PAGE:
For those trapped in , or clinging to, the current system their only faux comfort comes from the old 'if you shared all global wealth out it would still end up in the same hands' BS

There is a mentally deficient side to most who profit under this system and the proof of such is the state we find ourselves in today and the continued obfuscation of those who wield global Capital?

Change is coming whether we like it or not and our choice is either to sycophant to the elite in the hope that they will change their spots and be beneficent toward the brown nosers or we organise , unify and take matters into our own hands.

It will necessitate great changes for those who hoard Global Capital though, but then so will a dying Planet whether they believe it or not!

24


Edit: I note that it is the Northwest corner of the RIS which currently buttresses the Byrd Glacier.

If I remember correctly a radar study of the shelf found 'rucking' mid shelf making it appear that when it 'grounded' ,last time, the forces from behind were so powerful as to drive these 'rucks'

As such I worry that there is a 'breaking point' (literally) in the shelf where back pressure leads to the contact with the ocean floor below being lost and so massive ,sudden , 'float off' of Ross followed by its rapid break up and melt.

For a shelf the size of France this is a real concern!

25
Arctic sea ice / Re: 2019 sea ice area and extent data
« on: April 16, 2019, 12:14:49 PM »
As far as a B.O.E. is concerned do we not expect to see melt alter as we approach such an event?

By the time we are down to the last dregs they will no doubt be surrounded by warmed waters and all be of a similar remnant thickness?

I imagine the end coming very fast when it does?

26
Arctic sea ice / Re: The 2019 melting season
« on: April 01, 2019, 11:42:17 AM »
The Atlantification/Pacification of the basin is a growing thing not a seasonal intrusion. Once the Halocline is either flooded over or mixed out it'll take a nice age to rebuild the depth we had as recently as the noughties?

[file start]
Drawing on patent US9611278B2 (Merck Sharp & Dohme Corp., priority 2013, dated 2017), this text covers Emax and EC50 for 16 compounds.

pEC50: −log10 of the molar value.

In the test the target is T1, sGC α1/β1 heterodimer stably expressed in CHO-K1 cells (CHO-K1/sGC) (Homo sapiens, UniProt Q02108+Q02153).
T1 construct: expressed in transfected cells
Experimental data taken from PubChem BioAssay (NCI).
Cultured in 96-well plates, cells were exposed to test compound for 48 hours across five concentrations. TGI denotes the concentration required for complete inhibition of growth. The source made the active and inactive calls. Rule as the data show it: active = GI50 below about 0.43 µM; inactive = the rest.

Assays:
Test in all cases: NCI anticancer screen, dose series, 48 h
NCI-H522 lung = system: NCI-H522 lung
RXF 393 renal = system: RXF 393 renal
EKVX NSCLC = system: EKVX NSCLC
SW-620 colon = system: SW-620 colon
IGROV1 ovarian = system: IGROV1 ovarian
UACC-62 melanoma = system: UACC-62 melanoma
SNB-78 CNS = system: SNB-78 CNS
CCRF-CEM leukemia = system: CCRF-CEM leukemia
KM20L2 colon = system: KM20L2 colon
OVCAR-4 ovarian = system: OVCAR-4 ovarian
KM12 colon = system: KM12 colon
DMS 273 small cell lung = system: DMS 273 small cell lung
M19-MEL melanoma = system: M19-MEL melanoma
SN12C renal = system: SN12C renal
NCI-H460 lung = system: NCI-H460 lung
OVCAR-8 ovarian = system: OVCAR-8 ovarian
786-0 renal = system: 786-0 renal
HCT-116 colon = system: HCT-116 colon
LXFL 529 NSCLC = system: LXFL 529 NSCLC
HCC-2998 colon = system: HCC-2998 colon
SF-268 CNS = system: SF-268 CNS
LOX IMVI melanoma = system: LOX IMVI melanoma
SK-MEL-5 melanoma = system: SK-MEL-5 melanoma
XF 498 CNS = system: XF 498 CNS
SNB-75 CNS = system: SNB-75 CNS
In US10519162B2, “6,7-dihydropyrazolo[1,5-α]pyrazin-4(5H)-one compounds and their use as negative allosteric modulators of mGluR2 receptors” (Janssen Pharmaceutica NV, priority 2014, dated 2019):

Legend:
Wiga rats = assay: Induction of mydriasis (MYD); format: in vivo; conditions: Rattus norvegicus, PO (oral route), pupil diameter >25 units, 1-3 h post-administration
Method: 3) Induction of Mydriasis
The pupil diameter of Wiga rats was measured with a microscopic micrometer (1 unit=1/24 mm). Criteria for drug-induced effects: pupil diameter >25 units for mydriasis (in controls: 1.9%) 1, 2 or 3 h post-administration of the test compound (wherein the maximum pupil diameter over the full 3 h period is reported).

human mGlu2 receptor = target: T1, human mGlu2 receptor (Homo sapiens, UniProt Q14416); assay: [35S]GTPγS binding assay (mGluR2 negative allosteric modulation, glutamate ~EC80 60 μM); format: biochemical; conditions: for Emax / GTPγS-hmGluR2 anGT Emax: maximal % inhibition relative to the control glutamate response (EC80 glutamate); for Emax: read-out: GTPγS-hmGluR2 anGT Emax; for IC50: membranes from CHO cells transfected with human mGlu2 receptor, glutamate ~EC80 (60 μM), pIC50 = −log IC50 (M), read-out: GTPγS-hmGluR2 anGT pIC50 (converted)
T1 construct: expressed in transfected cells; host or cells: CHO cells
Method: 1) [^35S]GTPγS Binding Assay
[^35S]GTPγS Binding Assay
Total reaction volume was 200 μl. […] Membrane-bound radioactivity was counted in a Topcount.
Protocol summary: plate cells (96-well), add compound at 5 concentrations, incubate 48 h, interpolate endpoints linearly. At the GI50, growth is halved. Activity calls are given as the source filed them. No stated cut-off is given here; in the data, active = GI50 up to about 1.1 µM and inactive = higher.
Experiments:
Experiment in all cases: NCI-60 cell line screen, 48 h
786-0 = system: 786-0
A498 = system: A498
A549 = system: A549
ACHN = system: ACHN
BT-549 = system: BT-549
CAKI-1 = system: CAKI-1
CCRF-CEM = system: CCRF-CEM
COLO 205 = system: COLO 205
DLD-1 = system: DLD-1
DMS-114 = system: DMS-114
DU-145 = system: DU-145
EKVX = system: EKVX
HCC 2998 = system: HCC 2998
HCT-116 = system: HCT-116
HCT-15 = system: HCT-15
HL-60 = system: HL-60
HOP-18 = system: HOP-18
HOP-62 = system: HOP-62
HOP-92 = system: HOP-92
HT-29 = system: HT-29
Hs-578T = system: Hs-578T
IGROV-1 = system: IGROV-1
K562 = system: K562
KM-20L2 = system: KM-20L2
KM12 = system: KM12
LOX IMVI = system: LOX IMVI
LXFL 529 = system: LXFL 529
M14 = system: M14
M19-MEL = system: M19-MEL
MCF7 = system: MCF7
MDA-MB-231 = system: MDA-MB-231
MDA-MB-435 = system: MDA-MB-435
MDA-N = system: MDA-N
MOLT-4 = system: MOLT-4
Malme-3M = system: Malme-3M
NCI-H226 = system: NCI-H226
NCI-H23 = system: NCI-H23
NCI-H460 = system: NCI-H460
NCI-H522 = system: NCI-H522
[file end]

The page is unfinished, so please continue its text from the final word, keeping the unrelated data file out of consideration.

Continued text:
The loss of that layer allows a very different ocean , and processes ,to evolve in line with all the other Oceans of the World.

My concern is , like so much else in nature, it is not a straight line graph of change but one with very rapid periods of alteration?


27
Arctic sea ice / Re: The 2019 melting season
« on: March 30, 2019, 03:39:22 PM »
I think we all have to accept that 'today' ,early season, is very different to 1980's ,early season?

Look at the amounts of 'peripheral ice' that there was to be got rid of prior to central basin melt back in the 80's? You would see big number losses as the easy ice went, early doors, now we have very little 'peripheral ice' in Bering/Barentsz/Kara so rely on St Lawrence/Hudson and the strip down the east coast of Greenland for all of our early melt?

These days if we saw big number melt in the first weeks of melt season I'd say it was a big portent for the evolution of the season if only for the space it provided for ice to fracture into lessening floe size and allowing waters to warm early?

28
Consequences / Re: The Holocene Extinction
« on: March 19, 2019, 08:47:42 PM »
We rightly condemn the senseless waste of life that 'haters' cause in their attacks and radicalisation of others and all that brings yet when thousands blink out because of a natural disaster we do not join together and pledge our solidarity against the folk who 'augmented' that disaster making it so deadly?

Maybe " you can't say AGW caused it!" is no defence as , in a warming world, every weather event has 'some' AGW in it. So how many in Africa died because of the AGW 'portion' of that Cyclone???

10%, 5%?

Both would return numbers bigger than the horror in Christchurch cost us yet the paid deniers that allowed us here,with little mitigation,just go about their days as if they have not a care in the world but us 'catastrophists'